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ISSUE 51 page 3

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EU financial regulation: details hold up deal

FOLLOWING THE FINANCIAL COLLAPSE IN 2008 THE ‘Washington Consensus’ of unregulated money markets was universally acknowledged to have reached the end of its usefulness, if it ever had any. The need for reform was further underlined as the crisis spread to the real economy and, due to the attack by the markets on national debt, to the political and social spheres. Although some regulation of these global activities was obviously needed at World level, for instance the imposition of a financial transfer tax (see our last issue), the European Union, some of whose members have been worst affected by the debt crisis, also wanted to introduce controls. Now, 21 months after the collapse of Lehman Brothers sparked the acute phase of the financial crash, there are some details of the proposed reform emerging from the fog of negotiation and lobbying behind closed doors. Three new European supervisory authorities would be set up: for the securities, banking and pensions sectors while a European Economic Crisis Committee (CERS) would monitor macroeconomic trends and individual companies if necessary; it would also have the power to declare a state of emergency. A proposed  European Securities and Markets Authority (ESMA) would have the power to prohibit complicated financial transactions such as ‘short-selling’ and ‘credit default swaps’ in an ‘emergency situation’. A European Banking Authority (EBA) is envisaged to manage a fund, established by a levy on banks, to guarantee savers’ deposits and to restructure  failing banks. There would also be a second fund controlled by national governments. A European Insurance and Occupational Pensions Authority (EIOPA) would regulate the pensions sector.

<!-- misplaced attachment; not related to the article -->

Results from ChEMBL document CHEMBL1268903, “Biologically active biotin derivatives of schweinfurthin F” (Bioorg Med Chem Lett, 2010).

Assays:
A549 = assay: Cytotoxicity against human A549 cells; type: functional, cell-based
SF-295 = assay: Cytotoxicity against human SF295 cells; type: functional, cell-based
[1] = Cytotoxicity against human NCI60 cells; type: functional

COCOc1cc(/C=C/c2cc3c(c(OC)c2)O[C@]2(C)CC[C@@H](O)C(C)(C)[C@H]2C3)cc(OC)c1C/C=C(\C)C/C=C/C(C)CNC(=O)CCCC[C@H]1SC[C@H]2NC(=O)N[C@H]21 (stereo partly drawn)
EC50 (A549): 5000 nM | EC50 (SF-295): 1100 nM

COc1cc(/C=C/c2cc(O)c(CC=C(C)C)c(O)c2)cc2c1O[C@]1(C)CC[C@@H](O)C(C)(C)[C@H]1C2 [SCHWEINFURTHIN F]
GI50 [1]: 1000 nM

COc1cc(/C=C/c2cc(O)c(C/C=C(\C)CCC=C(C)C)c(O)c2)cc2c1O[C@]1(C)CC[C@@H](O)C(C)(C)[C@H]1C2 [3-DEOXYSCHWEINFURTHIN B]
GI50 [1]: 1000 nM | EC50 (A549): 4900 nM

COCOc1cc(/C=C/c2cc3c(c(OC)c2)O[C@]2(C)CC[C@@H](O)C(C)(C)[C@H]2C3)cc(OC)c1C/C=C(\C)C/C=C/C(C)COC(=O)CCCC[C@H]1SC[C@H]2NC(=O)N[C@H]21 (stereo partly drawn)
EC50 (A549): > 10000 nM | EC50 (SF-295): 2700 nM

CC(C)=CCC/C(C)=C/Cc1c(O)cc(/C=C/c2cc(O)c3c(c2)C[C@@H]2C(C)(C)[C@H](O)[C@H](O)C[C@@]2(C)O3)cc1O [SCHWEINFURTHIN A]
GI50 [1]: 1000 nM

European Day of Action to protest austerity cuts

AS SUCCESSIVE EUROPEAN GOVERNMENTS have responded with austerity measures to the attacks by financial markets on their borrowing, trade unions have warned of the effects, both on those losing their jobs and the services they carry out, and on the future of the economy as a whole. The public sector will bear the brunt of the cuts so the European Federation of Public Service Unions (EPSU) is in the forefront of protest at these policies. Conscious of the possibility of a ‘double-dip’ recession Carola Fischbach-Pyttel, the EPSU General Secretary commented ‘As governments swing the austerity axe they risk chopping off any green shoots of recovery, leaving workers, pensioners


and communities to face the prospect of an even longer recession’. The federation, which is an umbrella for 250 unions organising  a range of occupations from tax collector to nurse and librarian to prison guard, estimates that the current cuts of more than €200 billion will reduce employment by about 200,000 throughout Europe.  As well as hitting the sick, elderly, poor and vulnerable as well as the education of children, EPSU believes that a reduction in public officials will result in companies getting away with health and safety violations and tax evasion. It is therefore supporting the European Trade Union Confederation (ETUC) Day of Action which will take place in Brussels on September 29th. The protest will reject austerity cuts and call for quality jobs and services, decent pay and pensions, a tax on financial transactions and the development of industry with low carbon consumption and emission to engender sustainable economic growth.


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